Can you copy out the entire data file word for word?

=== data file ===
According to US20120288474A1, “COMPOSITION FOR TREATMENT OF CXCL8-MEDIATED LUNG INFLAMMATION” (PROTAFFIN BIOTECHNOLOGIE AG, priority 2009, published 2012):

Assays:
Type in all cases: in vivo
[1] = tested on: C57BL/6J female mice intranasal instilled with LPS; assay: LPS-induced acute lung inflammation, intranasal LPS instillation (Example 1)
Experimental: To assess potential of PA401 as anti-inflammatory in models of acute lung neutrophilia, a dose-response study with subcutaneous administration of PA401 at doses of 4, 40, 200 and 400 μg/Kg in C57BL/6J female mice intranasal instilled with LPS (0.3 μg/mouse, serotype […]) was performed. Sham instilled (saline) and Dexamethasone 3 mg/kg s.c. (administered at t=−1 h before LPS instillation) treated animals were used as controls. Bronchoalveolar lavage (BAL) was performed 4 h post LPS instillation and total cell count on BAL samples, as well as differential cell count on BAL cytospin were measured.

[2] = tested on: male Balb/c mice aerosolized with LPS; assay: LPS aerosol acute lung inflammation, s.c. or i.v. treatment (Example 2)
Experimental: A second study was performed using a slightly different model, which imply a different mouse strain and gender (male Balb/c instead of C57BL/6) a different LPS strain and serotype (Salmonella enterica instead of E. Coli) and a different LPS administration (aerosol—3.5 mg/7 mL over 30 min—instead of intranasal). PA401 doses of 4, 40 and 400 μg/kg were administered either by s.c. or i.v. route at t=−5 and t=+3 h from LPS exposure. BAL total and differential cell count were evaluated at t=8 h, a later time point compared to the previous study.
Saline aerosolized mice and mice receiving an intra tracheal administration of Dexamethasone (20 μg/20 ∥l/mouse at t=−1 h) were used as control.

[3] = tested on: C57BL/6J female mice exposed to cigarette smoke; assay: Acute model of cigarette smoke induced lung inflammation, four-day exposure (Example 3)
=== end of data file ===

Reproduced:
According to US20120288474A1, “COMPOSITION FOR TREATMENT OF CXCL8-MEDIATED LUNG INFLAMMATION” (PROTAFFIN BIOTECHNOLOGIE AG, priority 2009, published 2012):

Assays:
Type in all cases: in vivo
[1] = tested on: C57BL/6J female mice intranasal instilled with LPS; assay: LPS-induced acute lung inflammation, intranasal LPS instillation (Example 1)
Experimental: To assess potential of PA401 as anti-inflammatory in models of acute lung neutrophilia, a dose-response study with subcutaneous administration of PA401 at doses of 4, 40, 200 and 400 μg/Kg in C57BL/6J female mice intranasal instilled with LPS (0.3 μg/mouse, serotype […]) was performed. Sham instilled (saline) and Dexamethasone 3 mg/kg s.c. (administered at t=−1 h before LPS instillation) treated animals were used as controls. Bronchoalveolar lavage (BAL) was performed 4 h post LPS instillation and total cell count on BAL samples, as well as differential cell count on BAL cytospin were measured.

[2] = tested on: male Balb/c mice aerosolized with LPS; assay: LPS aerosol acute lung inflammation, s.c. or i.v. treatment (Example 2)
Experimental: A second study was performed using a slightly different model, which imply a different mouse strain and gender (male Balb/c instead of C57BL/6) a different LPS strain and serotype (Salmonella enterica instead of E. Coli) and a different LPS administration (aerosol—3.5 mg/7 mL over 30 min—instead of intranasal). PA401 doses of 4, 40 and 400 μg/kg were administered either by s.c. or i.v. route at t=−5 and t=+3 h from LPS exposure. BAL total and differential cell count were evaluated at t=8 h, a later time point compared to the previous study.
Saline aerosolized mice and mice receiving an intra tracheal administration of Dexamethasone (20 μg/20 ∥l/mouse at t=−1 h) were used as control.

[3] = tested on: C57BL/6J female mice exposed to cigarette smoke; assay: Acute model of cigarette smoke induced lung inflammation, four-day exposure (Example 3)